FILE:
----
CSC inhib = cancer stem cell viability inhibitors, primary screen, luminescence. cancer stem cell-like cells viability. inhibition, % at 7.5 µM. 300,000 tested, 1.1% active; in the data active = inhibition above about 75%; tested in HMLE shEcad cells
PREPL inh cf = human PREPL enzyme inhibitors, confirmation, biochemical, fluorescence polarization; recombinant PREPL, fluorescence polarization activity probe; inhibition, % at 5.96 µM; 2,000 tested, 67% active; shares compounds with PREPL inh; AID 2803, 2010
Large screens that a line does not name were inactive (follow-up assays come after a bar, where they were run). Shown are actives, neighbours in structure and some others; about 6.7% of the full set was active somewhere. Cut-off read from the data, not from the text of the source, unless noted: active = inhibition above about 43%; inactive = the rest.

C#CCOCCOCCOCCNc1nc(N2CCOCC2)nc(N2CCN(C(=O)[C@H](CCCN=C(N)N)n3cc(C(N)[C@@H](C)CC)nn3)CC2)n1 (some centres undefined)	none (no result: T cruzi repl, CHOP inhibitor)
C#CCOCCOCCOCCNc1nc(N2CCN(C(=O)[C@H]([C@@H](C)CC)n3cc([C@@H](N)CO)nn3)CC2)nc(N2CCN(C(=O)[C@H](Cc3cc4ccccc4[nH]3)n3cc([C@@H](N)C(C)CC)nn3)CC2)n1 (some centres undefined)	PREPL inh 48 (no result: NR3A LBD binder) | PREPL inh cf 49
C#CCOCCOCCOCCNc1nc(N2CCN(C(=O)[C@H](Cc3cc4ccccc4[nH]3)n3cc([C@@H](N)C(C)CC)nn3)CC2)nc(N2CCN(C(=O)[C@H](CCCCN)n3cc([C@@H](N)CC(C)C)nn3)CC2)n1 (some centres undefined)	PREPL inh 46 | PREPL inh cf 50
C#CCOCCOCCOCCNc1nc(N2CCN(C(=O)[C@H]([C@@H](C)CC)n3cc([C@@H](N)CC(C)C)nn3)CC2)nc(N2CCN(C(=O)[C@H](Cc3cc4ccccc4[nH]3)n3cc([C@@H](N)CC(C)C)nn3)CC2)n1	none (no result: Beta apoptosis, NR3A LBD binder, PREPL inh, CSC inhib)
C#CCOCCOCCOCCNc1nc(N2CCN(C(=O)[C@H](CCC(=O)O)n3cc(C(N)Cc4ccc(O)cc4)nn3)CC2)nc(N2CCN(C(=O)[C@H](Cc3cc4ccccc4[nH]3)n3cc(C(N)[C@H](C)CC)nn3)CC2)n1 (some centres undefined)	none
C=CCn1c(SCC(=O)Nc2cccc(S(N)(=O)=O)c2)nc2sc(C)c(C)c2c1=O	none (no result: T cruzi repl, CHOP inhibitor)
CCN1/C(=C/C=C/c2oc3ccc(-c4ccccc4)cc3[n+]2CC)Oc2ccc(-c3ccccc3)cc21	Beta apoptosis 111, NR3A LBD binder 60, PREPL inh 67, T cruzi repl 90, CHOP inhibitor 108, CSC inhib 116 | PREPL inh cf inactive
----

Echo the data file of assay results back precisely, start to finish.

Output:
CSC inhib = cancer stem cell viability inhibitors, primary screen, luminescence. cancer stem cell-like cells viability. inhibition, % at 7.5 µM. 300,000 tested, 1.1% active; in the data active = inhibition above about 75%; tested in HMLE shEcad cells
PREPL inh cf = human PREPL enzyme inhibitors, confirmation, biochemical, fluorescence polarization; recombinant PREPL, fluorescence polarization activity probe; inhibition, % at 5.96 µM; 2,000 tested, 67% active; shares compounds with PREPL inh; AID 2803, 2010
Large screens that a line does not name were inactive (follow-up assays come after a bar, where they were run). Shown are actives, neighbours in structure and some others; about 6.7% of the full set was active somewhere. Cut-off read from the data, not from the text of the source, unless noted: active = inhibition above about 43%; inactive = the rest.

C#CCOCCOCCOCCNc1nc(N2CCOCC2)nc(N2CCN(C(=O)[C@H](CCCN=C(N)N)n3cc(C(N)[C@@H](C)CC)nn3)CC2)n1 (some centres undefined)	none (no result: T cruzi repl, CHOP inhibitor)
C#CCOCCOCCOCCNc1nc(N2CCN(C(=O)[C@H]([C@@H](C)CC)n3cc([C@@H](N)CO)nn3)CC2)nc(N2CCN(C(=O)[C@H](Cc3cc4ccccc4[nH]3)n3cc([C@@H](N)C(C)CC)nn3)CC2)n1 (some centres undefined)	PREPL inh 48 (no result: NR3A LBD binder) | PREPL inh cf 49
C#CCOCCOCCOCCNc1nc(N2CCN(C(=O)[C@H](Cc3cc4ccccc4[nH]3)n3cc([C@@H](N)C(C)CC)nn3)CC2)nc(N2CCN(C(=O)[C@H](CCCCN)n3cc([C@@H](N)CC(C)C)nn3)CC2)n1 (some centres undefined)	PREPL inh 46 | PREPL inh cf 50
C#CCOCCOCCOCCNc1nc(N2CCN(C(=O)[C@H]([C@@H](C)CC)n3cc([C@@H](N)CC(C)C)nn3)CC2)nc(N2CCN(C(=O)[C@H](Cc3cc4ccccc4[nH]3)n3cc([C@@H](N)CC(C)C)nn3)CC2)n1	none (no result: Beta apoptosis, NR3A LBD binder, PREPL inh, CSC inhib)
C#CCOCCOCCOCCNc1nc(N2CCN(C(=O)[C@H](CCC(=O)O)n3cc(C(N)Cc4ccc(O)cc4)nn3)CC2)nc(N2CCN(C(=O)[C@H](Cc3cc4ccccc4[nH]3)n3cc(C(N)[C@H](C)CC)nn3)CC2)n1 (some centres undefined)	none
C=CCn1c(SCC(=O)Nc2cccc(S(N)(=O)=O)c2)nc2sc(C)c(C)c2c1=O	none (no result: T cruzi repl, CHOP inhibitor)
CCN1/C(=C/C=C/c2oc3ccc(-c4ccccc4)cc3[n+]2CC)Oc2ccc(-c3ccccc3)cc21	Beta apoptosis 111, NR3A LBD binder 60, PREPL inh 67, T cruzi repl 90, CHOP inhibitor 108, CSC inhib 116 | PREPL inh cf inactive